A house lived in by a church officer was occupied for rating purposes by the church’s congregational board which employed him, and so was not liable for full rates. Lord Hodson said: ‘The distinction is usually shortly stated in this way: if the servant is given the privilege of residing in the house of the master as part of his emoluments the occupation is that of the servant. He is treated for occupation purposes as being in the same position as that of a tenant. If, on the other hand, the servant is genuinely obliged by his Master for the purposes of his master’s business or if it is necessary for the servant to reside in the house for the performance of his services the occupation will be that of the master.’
Lord Reid, Lord Hodson
 2 WLR 657,  AC 609
Applied – Fox v Dalby 1874
A militia sergeant occupied a house built expressly for accommodation of persons looking after the stores and which had been assigned to him by his commanding officer.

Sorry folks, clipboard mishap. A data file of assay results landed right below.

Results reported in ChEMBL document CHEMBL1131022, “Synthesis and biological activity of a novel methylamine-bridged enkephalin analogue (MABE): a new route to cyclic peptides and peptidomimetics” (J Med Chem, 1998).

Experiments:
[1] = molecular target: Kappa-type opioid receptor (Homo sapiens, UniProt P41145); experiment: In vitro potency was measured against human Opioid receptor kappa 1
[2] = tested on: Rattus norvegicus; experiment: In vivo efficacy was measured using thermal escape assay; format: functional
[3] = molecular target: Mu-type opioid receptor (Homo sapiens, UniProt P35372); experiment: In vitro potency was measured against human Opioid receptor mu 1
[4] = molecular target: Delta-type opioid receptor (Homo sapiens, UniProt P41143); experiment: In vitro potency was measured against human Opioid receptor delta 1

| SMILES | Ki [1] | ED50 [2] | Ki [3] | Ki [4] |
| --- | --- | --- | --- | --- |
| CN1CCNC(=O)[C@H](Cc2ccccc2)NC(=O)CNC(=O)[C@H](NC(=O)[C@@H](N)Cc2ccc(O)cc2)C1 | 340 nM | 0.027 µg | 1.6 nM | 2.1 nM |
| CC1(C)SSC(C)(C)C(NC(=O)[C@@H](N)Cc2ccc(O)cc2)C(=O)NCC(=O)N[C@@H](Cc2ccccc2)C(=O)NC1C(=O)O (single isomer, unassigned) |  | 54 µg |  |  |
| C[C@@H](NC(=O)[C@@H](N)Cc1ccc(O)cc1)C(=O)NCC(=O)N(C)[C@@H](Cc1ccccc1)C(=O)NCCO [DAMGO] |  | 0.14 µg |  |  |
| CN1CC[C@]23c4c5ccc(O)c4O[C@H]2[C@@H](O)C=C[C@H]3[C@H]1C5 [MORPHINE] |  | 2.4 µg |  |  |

Held: The sergeant did not occupy the house as a tenant. Brett J said: . .
Applied – Wragg and others v Surrey County Council CA 1-Feb-2008
The Council appealed against declarations given that the respondent tenants (wildlife rangers) were entitled to purchase the freehold of their homes under right-to-buy. The Council said that the tenancies were occupied in connection with their . .
Cited – Kenya Aid Programme v Sheffield City Council Admn 22-Jan-2013
The claimant challenged a decision that it was liable for non domestic rates in respect of some commercial units, on the basis that the use by the charity was not itself charitable.
Held: ‘there is no reason for limiting the ambit of the . .
Lists of cited by and citing cases may be incomplete.
Rating, Housing, Charity
Updated: 11 May 2022; Ref: scu.536772